The Multinational Monitor


B R I T A I N ' S   T W I L I G H T

Haiti After Baby Doc

by William Steif

PORT-AU-PRINCE, Haiti - The Duvaliers are gone, the Tontons Macoutes dispersed. General Henri Namphy, appointed chief of the ruling National Governing Council (CNG) by President-for-Life Jean Claude "Baby Doc" Duvalier, jawbones about democracy and jobs.

There is an explosion of free speech and free press here, some of it wildly irresponsible. More than a dozen politicians prepare to seek the Haitian presidency in the election Namphy has pledged for November, 1987. Demonstrations continue in the cities of Cap Haitien and Gonaives and there is a growing anti-Yankeeism.

But most of all, there is an oddly unfinished quality to the Haitian revolution of last winter, if the demise of 29 years of Duvalier dictatorship can be called a revolution.

The figures, for what little they're worth, are disturbing.

In the first six months of 1986 Haiti's exports to the United States dropped 8.2 percent to $190 million.

U.S. and United Nations economists here say the Haitian economy has been "rather flat." Adds one economist: "There's no confidence in the business sector, there is rising crime and the electoral process is uncertain."

The surest index is what has happened to the "assembly industry" centered in and around this city of more than 800,000 people. The industry consists of plants to which unfinished U.S. goods are shipped for finishing, then re-exported duty-free to the United States. Baseballs stitched by thousands of Haitian workers paid about $3 a day, are a prime example. Some of the plants have been set up by large U.S. firms, some are joint U.S.-Haitian ventures, some have been set up by Haitian entrepreneurs to subcontract work from U.S. companies.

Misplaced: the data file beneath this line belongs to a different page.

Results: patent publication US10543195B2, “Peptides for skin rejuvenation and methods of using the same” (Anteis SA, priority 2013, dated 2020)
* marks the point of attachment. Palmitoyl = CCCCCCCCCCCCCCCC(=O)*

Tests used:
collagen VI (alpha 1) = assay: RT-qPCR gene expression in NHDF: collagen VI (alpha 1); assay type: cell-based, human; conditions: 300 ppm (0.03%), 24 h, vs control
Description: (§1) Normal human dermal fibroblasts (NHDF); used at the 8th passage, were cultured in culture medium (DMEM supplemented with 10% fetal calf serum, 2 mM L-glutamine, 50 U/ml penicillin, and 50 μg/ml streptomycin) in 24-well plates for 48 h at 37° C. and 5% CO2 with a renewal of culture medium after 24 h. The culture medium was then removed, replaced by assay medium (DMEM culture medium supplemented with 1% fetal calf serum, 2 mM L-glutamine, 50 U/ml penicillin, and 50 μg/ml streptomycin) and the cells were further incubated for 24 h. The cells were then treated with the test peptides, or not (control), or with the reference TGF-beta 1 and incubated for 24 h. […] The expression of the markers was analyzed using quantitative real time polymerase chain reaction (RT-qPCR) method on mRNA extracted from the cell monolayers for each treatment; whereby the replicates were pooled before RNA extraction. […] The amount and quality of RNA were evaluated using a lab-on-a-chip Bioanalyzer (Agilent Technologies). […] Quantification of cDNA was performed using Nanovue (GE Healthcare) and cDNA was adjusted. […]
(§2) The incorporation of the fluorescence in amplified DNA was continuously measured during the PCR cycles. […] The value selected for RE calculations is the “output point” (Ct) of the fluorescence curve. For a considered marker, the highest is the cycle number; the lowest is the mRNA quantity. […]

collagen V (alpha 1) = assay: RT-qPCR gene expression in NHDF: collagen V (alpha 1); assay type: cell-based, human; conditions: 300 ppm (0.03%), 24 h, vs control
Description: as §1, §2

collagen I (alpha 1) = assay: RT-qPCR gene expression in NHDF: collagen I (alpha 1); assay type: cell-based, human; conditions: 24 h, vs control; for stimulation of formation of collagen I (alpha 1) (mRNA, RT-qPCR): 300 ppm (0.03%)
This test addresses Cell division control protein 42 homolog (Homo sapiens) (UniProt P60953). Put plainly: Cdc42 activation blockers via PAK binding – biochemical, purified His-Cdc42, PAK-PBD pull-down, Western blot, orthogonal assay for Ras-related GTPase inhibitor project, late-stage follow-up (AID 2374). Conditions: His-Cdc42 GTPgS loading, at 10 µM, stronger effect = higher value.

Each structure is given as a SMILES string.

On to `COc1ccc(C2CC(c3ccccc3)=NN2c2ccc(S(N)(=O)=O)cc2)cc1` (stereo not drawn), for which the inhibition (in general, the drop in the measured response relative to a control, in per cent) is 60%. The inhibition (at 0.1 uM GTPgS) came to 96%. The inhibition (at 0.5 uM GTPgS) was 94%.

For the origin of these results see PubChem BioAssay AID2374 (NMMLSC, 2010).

A year ago the assembly industry employed between 50,000 and 60,000 Haitians. Today, the economists agree, the assembly industry has 10,000 to 15,000 fewer workers. A.C. Nielsen Co., which had a big coupon-sorting operation employing about 1,000 workers, decamped for Mexico. Other firms have moved to Costa Rica and the Dominican Republic, which occupies the eastern two-thirds of the island of Hispaniola - Haiti is crammed into the western third. Many subcontractors are no longer coming here: Wages are low enough but the U.S. firms fear instability and they can find pay scales nearly as low elsewhere in the Caribbean or Latin America.

Economists estimate the Haitian rate of unemployment and underemployment at 50 percent of the workforce. There is anecdotal evidence documenting the worsening conditions. There are, if anything, more "tiny touts" and women begging on the streets.